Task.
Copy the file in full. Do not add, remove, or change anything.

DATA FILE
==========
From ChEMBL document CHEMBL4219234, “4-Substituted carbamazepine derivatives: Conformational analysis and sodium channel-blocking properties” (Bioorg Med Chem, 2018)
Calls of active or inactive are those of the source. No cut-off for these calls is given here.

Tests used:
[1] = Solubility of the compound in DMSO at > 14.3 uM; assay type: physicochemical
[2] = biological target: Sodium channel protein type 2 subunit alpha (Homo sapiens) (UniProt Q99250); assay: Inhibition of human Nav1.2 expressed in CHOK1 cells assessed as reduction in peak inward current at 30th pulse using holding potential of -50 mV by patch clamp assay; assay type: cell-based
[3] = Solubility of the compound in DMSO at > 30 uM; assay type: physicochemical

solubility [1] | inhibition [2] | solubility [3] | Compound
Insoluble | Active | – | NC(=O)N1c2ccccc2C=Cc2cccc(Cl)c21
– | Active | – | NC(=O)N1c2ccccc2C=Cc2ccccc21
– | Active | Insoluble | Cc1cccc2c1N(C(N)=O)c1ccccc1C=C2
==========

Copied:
From ChEMBL document CHEMBL4219234, “4-Substituted carbamazepine derivatives: Conformational analysis and sodium channel-blocking properties” (Bioorg Med Chem, 2018)
Calls of active or inactive are those of the source. No cut-off for these calls is given here.

Tests used:
[1] = Solubility of the compound in DMSO at > 14.3 uM; assay type: physicochemical
[2] = biological target: Sodium channel protein type 2 subunit alpha (Homo sapiens) (UniProt Q99250); assay: Inhibition of human Nav1.2 expressed in CHOK1 cells assessed as reduction in peak inward current at 30th pulse using holding potential of -50 mV by patch clamp assay; assay type: cell-based
[3] = Solubility of the compound in DMSO at > 30 uM; assay type: physicochemical

solubility [1] | inhibition [2] | solubility [3] | Compound
Insoluble | Active | – | NC(=O)N1c2ccccc2C=Cc2cccc(Cl)c21
– | Active | – | NC(=O)N1c2ccccc2C=Cc2ccccc21
– | Active | Insoluble | Cc1cccc2c1N(C(N)=O)c1ccccc1C=C2